Fitzwilliam admits two to three students to read Veterinary Medicine each year. We are very proud of the academic and pastoral support we offer our students.
Veterinary Medicine at Fitzwilliam
At Fitzwilliam, our close-knit vet community, consisting of students from all six years of the course, receives outstanding academic, pastoral and social support. The vets have both a Preclinical and a Clinical Director of studies, both Fellows of the College, who personally monitor the progress of each student throughout their training, offering academic and professional advise and support. Our active, student-run Medical and Veterinary Medical Society (FCMVS) arranges a wide variety of talks, debates and social activities throughout the year while our clinical students, through the ‘college family scheme’, provide peer support and guidance to our preclinical vets ensuring a smooth progression throughout the course.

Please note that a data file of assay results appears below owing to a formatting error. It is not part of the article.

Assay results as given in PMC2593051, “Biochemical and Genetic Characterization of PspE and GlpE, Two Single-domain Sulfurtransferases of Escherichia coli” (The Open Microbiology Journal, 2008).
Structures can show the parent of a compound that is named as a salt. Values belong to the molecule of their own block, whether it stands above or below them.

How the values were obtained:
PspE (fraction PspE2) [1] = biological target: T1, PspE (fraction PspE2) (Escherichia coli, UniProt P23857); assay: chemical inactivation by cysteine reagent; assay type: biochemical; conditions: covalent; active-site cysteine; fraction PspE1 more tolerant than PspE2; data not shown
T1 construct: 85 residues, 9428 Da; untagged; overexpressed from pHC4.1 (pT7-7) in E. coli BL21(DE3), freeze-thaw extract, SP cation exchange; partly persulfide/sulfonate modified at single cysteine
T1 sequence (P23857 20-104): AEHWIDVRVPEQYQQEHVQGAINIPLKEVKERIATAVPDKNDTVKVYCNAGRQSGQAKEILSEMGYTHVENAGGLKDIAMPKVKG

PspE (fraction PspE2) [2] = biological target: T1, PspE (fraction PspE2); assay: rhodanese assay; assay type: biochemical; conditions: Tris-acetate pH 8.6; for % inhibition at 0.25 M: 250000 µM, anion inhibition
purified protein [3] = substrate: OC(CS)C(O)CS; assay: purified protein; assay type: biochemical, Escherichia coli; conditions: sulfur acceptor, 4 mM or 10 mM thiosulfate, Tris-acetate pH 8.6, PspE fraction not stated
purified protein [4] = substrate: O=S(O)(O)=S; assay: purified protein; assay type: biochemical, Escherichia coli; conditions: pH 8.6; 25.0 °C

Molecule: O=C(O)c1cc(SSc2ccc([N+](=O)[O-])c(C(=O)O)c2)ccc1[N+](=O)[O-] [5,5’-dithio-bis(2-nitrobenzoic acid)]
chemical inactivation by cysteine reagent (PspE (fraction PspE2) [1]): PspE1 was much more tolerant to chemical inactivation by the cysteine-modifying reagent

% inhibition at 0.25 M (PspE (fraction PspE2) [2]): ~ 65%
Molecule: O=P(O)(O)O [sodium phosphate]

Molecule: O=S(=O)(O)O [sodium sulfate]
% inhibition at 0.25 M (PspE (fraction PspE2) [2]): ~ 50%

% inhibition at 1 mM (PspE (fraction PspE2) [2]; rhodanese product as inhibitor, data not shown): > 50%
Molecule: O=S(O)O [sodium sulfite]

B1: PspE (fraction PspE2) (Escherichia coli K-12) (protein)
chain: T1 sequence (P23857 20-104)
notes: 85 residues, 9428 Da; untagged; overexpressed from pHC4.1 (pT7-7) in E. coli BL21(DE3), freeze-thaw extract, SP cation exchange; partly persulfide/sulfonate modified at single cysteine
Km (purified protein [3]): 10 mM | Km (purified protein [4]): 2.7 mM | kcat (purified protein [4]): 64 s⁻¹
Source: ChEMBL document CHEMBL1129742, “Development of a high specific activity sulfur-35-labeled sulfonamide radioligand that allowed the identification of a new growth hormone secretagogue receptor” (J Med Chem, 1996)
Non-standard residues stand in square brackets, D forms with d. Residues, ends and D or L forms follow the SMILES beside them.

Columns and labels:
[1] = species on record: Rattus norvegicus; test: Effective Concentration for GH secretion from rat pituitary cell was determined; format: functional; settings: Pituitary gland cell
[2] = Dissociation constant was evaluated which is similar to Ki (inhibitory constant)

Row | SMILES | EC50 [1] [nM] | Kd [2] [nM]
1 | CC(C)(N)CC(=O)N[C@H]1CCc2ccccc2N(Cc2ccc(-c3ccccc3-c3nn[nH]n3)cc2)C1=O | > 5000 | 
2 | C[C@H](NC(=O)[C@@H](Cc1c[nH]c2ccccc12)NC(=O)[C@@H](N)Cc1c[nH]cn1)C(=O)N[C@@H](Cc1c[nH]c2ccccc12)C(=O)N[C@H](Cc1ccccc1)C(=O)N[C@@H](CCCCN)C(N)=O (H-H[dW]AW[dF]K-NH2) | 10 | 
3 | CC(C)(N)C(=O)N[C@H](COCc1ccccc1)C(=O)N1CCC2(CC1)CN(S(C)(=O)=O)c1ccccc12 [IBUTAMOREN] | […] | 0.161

We are one of the closest colleges to the Vet School, yet only a ten-minute cycle ride from the centre of Cambridge. We have our own veterinary resource centre on site with skeletons, anatomical models, microscopes and slides, radiographs and a private study area for use by vets. The vets have access to veterinary textbooks both in this centre and in our well-stocked College library and I.T. centre. In addition we provide all pre-clinical students with personal copies of core textbooks for all subjects studied in the first two years.
On qualification Fitz vets have entered all aspects of the veterinary profession. Recent graduates can be found in small, mixed and large animal practice (both in the UK and overseas) and have taken up internships and veterinary research positions at veterinary schools in both the UK and US.